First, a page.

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Is it gardening time? Well, not quite yet

A squirrel grooms its fur while sitting in a bare tree.
The weather lately has been unseasonably warm, and though it feels like spring is just around the corner, there is still some time before we can start in the garden.

I am smiling because February is the time sap begins to flow — causing buds to swell, and early spring bulbs and flowers to bloom.

But inspite of the warming days, do your best to not jump into 'clean the garden' mode too early. We are part of this amazing world, and our actions should reflect that we are part of it, not just in it. This includes being aware of the overwintering insects and other pollinators in the leaf litter and hollow stems of last year’s growth.

Hard as it is to do, please wait for seven consecutive days of 50+ degree Fahrenheit weather before cutting back and raking up the borders and gardens. Waiting will prevent you from interrupting the life cycle of beneficial insects and small critters, which could impact their survival.

If you must do something, cut back the grasses and mow down the Liriope. Prune out the straight-growing water sprouts from trees or shrubs like Star Magnolias and Vitex, then prune the suckers from the base of plants such as Crape Myrtles. Don’t forget to prune the berry bushes and fruit trees, too.

Please leave the leaf litter until later. Instead, carefully cut down old plant stalks and stack them in an out-of-the-way place on site to allow the insects to emerge from within. After the temperatures rise, cut those stalks up and add them to the compost pile — bring them to a community location where they can be recycled to compost or chips. Steps toward sustainability lead us to a healthier ecosystem.

A book , with trees in a row on the cover
Peggy Singlemann
Peggy Singlemann
Late winter is a great time to prune many trees and summer flowering shrubs. This is one of my favorite pruning books because it details how and when to prune each individual type of woody plant.


Mid-February is Rose Pruning time in central Virginia. With so many roses on the market, it helps to know what type of rose is growing in your garden so you know when — and how — to prune the plant.

  • Heritage or Old Garden Roses are pruned after their first flush of bloom in the early summer. These include China, Hybrid Perpetual, Noisette, Bourbons, Tea, Centifolias, Gallicas, Albas, Damasks, Moss, Hybrid Musk, and species type roses.
  • Modern Garden Roses are pruned in the late winter while they are still dormant. These include hybrid Tea, polyantha, groundcover, grandiflora, floribunda, shrub, miniature, and David Austin type roses.
  • With climbers and ramblers only: Remove dead, diseased, crossing, and damaged canes — nothing more until after they bloom. After bloom time, prune as little as possible and perform directional pruning on climbing/rambling roses. The goal is to direct the cane growth up the structure by pruning to a bud pointing in the direction you want new cane to grow. Remove any canes growing away from the support structure. Keep in mind that climbing/rambling rose canes produce the flowers, so be a minimalist with the pruning cuts. Remember, they are not cut back like other types of roses.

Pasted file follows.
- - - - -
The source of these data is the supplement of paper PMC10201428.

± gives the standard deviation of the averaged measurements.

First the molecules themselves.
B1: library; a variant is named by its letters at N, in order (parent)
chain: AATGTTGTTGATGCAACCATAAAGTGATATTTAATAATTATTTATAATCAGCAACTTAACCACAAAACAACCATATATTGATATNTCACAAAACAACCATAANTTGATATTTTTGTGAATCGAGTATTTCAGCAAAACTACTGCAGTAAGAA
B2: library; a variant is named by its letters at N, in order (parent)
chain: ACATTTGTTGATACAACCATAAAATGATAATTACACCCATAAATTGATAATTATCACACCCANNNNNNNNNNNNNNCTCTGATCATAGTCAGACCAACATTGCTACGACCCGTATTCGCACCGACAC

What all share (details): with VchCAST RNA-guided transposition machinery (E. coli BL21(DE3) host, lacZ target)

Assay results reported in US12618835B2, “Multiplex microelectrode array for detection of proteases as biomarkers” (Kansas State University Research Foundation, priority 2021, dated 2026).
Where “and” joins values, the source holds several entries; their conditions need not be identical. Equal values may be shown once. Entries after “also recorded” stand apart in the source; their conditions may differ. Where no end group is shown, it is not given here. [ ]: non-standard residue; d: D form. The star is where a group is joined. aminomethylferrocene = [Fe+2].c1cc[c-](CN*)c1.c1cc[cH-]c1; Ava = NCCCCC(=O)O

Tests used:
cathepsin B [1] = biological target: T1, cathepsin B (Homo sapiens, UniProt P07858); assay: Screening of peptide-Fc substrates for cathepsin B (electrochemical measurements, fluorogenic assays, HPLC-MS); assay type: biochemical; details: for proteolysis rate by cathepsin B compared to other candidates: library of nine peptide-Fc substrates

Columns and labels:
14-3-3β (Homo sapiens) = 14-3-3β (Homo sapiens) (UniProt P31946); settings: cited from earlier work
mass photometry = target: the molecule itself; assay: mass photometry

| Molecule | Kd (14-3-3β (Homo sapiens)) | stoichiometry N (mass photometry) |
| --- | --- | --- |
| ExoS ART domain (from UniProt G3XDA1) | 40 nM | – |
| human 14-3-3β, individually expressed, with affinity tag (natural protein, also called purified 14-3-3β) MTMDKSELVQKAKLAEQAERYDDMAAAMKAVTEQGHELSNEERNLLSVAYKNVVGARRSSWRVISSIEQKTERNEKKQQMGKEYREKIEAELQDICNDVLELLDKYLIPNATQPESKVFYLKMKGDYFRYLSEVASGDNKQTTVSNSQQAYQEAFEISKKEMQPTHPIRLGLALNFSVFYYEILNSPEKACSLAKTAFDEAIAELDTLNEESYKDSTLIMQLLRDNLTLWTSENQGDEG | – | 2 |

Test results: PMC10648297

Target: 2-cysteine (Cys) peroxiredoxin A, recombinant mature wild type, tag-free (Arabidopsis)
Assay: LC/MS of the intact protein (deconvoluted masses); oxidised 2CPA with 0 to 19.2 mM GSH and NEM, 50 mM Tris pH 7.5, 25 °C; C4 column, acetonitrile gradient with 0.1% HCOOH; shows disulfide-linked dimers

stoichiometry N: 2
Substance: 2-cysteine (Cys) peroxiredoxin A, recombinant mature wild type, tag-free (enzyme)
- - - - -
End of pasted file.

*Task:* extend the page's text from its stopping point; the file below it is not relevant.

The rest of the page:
You can watch a step-by-step rose pruning video on VHG’s Facebook page.

Before tackling any pruning project, wise gardeners clean, sharpen, and sterilize their tools with 91% isopropyl rubbing alcohol. Sterilizing pruning tools between plants will prevent the spread of insects or plant diseases. These two steps are standard procedures for all pruning projects.

A leafy plant grows in a pot on a window sill. The green leaves are variegated with white stripes.
Peggy Singlemann
Peggy Singlemann
To keep my houseplants healthy I continue to monitor them for insects and diseases. This time of year I feed them at half the dilution rate on the fertilizer label. I move to full strength in late March.

Stay your sowing hand

While I know it’s difficult to wait, please try your best to not sow seeds too early indoors. Read the seed packet to learn the timeline for each plant you want to start early. Remember to check your lighting system to ensure both red and blue light spectrums are providing the best growing conditions.

Towards the end of the month, the vegetable growing season will begin in USDA zone 7 with the planting of cool weather loving crops like garden peas, onions, spinach, kale, collards, and mustard in the garden. Gardeners in USDA cold hardiness zone 6 will have to wait until early to mid-March to do the same. You can always check your hardiness zone via the USDA’s website.

Before then, make time to care for your soil as much as you do your plants by applying ¼” of compost, leaf mulch, mushroom compost, or other organic matter to feed the soil microorganisms and invertebrates within. Cease tilling the soil to prevent breaking apart the soil food web of fungi vital to soil and plant health. Instead, just scratch the surface to sow seeds like Virginia’s no-till farmers do. Healthy soil rich in nutrients will grow healthy plants with produce that is rich in those same nutrients. This means healthier food for our tables. These simple steps lead to big results. See you in March!

Happy Gardening!
- Peggy Singlemann, landscape consultant and gardening speaker